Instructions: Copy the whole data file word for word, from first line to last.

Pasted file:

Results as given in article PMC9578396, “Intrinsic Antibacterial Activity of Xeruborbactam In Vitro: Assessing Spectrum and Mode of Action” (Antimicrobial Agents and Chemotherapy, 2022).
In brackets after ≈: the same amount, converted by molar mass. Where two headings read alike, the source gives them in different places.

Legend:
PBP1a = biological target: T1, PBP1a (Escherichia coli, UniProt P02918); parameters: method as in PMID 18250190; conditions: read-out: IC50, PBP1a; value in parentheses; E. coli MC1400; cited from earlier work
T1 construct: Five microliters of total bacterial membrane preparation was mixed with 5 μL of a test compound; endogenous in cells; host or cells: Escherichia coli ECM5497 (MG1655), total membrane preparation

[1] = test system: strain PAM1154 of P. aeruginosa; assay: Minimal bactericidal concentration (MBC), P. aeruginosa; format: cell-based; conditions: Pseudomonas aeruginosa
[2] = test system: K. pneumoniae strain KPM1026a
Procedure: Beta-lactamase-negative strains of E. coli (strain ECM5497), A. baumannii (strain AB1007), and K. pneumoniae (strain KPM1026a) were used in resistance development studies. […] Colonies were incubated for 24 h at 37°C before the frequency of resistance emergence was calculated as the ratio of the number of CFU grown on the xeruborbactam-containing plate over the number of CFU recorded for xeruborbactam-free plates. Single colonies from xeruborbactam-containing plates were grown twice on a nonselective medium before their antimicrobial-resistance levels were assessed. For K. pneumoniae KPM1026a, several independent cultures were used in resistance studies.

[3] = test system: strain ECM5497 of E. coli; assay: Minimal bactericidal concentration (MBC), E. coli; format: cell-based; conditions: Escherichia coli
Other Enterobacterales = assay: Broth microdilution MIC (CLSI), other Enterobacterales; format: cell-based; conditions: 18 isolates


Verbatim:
Results as given in article PMC9578396, “Intrinsic Antibacterial Activity of Xeruborbactam In Vitro: Assessing Spectrum and Mode of Action” (Antimicrobial Agents and Chemotherapy, 2022).
In brackets after ≈: the same amount, converted by molar mass. Where two headings read alike, the source gives them in different places.

Legend:
PBP1a = biological target: T1, PBP1a (Escherichia coli, UniProt P02918); parameters: method as in PMID 18250190; conditions: read-out: IC50, PBP1a; value in parentheses; E. coli MC1400; cited from earlier work
T1 construct: Five microliters of total bacterial membrane preparation was mixed with 5 μL of a test compound; endogenous in cells; host or cells: Escherichia coli ECM5497 (MG1655), total membrane preparation

[1] = test system: strain PAM1154 of P. aeruginosa; assay: Minimal bactericidal concentration (MBC), P. aeruginosa; format: cell-based; conditions: Pseudomonas aeruginosa
[2] = test system: K. pneumoniae strain KPM1026a
Procedure: Beta-lactamase-negative strains of E. coli (strain ECM5497), A. baumannii (strain AB1007), and K. pneumoniae (strain KPM1026a) were used in resistance development studies. […] Colonies were incubated for 24 h at 37°C before the frequency of resistance emergence was calculated as the ratio of the number of CFU grown on the xeruborbactam-containing plate over the number of CFU recorded for xeruborbactam-free plates. Single colonies from xeruborbactam-containing plates were grown twice on a nonselective medium before their antimicrobial-resistance levels were assessed. For K. pneumoniae KPM1026a, several independent cultures were used in resistance studies.

[3] = test system: strain ECM5497 of E. coli; assay: Minimal bactericidal concentration (MBC), E. coli; format: cell-based; conditions: Escherichia coli
Other Enterobacterales = assay: Broth microdilution MIC (CLSI), other Enterobacterales; format: cell-based; conditions: 18 isolates